Being authentic

To be authentic means first to be fiercely self-aware, which means you NEVER lie to yourself. It means you develop genuine relationships such that both people are better off. It means you’re mindful and present.

You’ll be less stressed as there will be fewer (or no) discrepancies between what you actually are and what you think you need to be to gain respect from people (some of whom don’t matter). You’ll spend more time with people who encourage you to be you.

It means wherever you go, you’ll be celebrated, not just tolerated. That includes alone time.

We see what we want to see

A famous experiment asked students to keep close count of the score of a basketball game they were watching.  Without error, each student recorded the score with perfect accuracy, but not one of them saw a saw a man dressed as a gorilla walk through the middle of the court.

How easily we see and hear what we most set out to.  But how reliably do we discount obvious things that weren’t part of what we set out to see in the first place.

The bright side of this embarrassing survey result, is that we can choose to intentionally “attract” those things we set out to, using the principle to our advantage.



Words matter

It’s almost certain that you’ll forget most of the things you said today, this week, or this year.  And it’s likely that some of your words will be remembered by the recipients for years to come.
Multiple historical contemplatives have preached the value of being impeccable with our words (per the first of the Four Agreements).  Written and spoken words carry weight.  Choose them wisely.

Facts and stories

Almost all our behavior is animated by facts that turn into stories.

A guy bumped into me and spilled my drink.

FACT: (re-read the sentence above)
STORIES: He thinks he’s more important than me; He singled me out and did that intentionally; He’s in a hurry and didn’t notice; He’s recovering from an addiction and can’t control his body…

We craft so many stories that may or may not be true, and all of them are framed by our own biases.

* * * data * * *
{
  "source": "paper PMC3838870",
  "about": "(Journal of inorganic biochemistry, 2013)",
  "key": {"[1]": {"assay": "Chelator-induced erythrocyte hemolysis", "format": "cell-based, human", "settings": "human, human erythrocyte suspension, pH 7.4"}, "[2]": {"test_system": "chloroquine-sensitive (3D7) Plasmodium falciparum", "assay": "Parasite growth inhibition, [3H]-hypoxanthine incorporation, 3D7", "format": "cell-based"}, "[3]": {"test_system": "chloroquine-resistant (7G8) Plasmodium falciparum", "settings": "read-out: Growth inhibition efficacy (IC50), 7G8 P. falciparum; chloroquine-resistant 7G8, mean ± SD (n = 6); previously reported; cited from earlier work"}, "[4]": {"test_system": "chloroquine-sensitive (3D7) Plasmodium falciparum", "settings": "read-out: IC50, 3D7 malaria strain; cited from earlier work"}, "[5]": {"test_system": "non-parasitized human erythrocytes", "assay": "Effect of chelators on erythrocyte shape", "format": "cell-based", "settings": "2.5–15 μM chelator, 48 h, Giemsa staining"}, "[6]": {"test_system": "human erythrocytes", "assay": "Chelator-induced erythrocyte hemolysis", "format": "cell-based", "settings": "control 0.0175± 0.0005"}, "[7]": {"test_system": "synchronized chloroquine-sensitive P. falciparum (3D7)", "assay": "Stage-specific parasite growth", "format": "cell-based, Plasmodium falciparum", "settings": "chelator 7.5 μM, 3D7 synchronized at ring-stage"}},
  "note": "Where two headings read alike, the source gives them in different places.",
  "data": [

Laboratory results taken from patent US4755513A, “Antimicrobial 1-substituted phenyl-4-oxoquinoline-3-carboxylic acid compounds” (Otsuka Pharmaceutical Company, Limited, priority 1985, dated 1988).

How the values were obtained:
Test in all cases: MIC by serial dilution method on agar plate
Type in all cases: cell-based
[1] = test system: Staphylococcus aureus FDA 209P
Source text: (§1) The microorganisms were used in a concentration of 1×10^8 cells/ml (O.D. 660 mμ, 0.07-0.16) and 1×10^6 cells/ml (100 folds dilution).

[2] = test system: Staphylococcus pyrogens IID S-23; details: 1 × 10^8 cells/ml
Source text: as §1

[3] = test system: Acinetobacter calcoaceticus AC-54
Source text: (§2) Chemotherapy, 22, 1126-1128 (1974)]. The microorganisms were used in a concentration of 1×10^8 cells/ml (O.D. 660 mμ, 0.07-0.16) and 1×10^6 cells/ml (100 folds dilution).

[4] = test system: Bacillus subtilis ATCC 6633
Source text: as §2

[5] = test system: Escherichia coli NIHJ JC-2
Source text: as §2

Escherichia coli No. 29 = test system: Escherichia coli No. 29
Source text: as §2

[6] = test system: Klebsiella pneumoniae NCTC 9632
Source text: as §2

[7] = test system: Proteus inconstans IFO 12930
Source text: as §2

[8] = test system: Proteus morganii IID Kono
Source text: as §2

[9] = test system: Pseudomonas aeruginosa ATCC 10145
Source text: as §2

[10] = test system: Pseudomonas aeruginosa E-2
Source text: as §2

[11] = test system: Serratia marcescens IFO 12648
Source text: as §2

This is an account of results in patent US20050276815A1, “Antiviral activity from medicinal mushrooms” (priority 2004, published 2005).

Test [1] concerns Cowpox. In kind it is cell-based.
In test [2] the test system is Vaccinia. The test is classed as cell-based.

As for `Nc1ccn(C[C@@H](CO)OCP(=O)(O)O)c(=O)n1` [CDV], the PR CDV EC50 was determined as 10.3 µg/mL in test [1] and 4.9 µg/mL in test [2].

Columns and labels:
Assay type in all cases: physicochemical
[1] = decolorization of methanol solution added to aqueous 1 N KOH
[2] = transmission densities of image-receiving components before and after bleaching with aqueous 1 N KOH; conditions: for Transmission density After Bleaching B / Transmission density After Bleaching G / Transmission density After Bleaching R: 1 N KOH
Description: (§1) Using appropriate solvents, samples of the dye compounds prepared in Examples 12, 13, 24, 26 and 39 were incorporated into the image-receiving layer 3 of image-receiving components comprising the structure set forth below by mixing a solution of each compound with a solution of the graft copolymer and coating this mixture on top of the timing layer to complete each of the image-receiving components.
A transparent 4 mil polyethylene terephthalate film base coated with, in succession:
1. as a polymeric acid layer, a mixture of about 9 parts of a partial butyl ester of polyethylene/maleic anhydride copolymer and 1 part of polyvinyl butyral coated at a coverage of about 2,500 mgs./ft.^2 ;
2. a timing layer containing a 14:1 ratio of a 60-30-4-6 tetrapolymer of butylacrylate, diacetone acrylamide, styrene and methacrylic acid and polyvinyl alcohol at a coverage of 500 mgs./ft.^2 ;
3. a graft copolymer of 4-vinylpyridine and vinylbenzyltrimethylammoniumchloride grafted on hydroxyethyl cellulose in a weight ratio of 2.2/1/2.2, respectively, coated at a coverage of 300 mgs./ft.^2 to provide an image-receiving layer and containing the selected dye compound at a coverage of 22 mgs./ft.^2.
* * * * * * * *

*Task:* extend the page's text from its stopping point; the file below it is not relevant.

“Between stimulus and response, there is a space. In that space is our power to choose our response. In our response lies our growth and our freedom. ”

— Viktor E. Frankl

Academics and alternatives

People often ask my advice on whether they should pursue additional degrees or education.

Two important questions to ask yourself when considering ANY significant investment of time and resources:
1) What are my intended outcomes?
2) What are alternative ways I could achieve them?

The goals of starting an MBA program may be: knowledge; credibility; networking. One alternative is to work free of charge, shadowing people running a real business and achieve all three outcomes. Of course, you may decide after conducting this thought experiment that an MBA is best for you. 

The wisest people are not the ones with the best answers, they’re the ones with the best questions.

The gift of gratitude

Eulogies would be so much more valuable if we gave them while people were still alive.

Science confirms that expressing gratitude makes us and the object of our gratitude feel measurably better  (Not that we needed science to confirm this).

Since no one obtains any kind of success without support from our parents, spouses, friends, old bosses who took a chance on us, 3rd grade teachers…make time to focus your energy on each person.  Do it for them and you.

Who can you thank today?

The most important factor in gaining a new skill

I’ve read lots of books devoted to skill acquisition.  There’s some useful info, backed by impressive data revealing habits, practices, and routines of world-class performers.

One of the most important commonalities is that most world-class performers had a coach/teacher who made the activity fun early on.

Interest precedes talent development, and even if Malcom Gladwell’s 10,000 hours theory is correct, most of us won’t devote the second hour to something that doesn’t seem fun.

Exposing children (or adults for that matter) to someone who can make an activity interesting or fun may be the most important first step.  That goes for tennis, violin, or coding.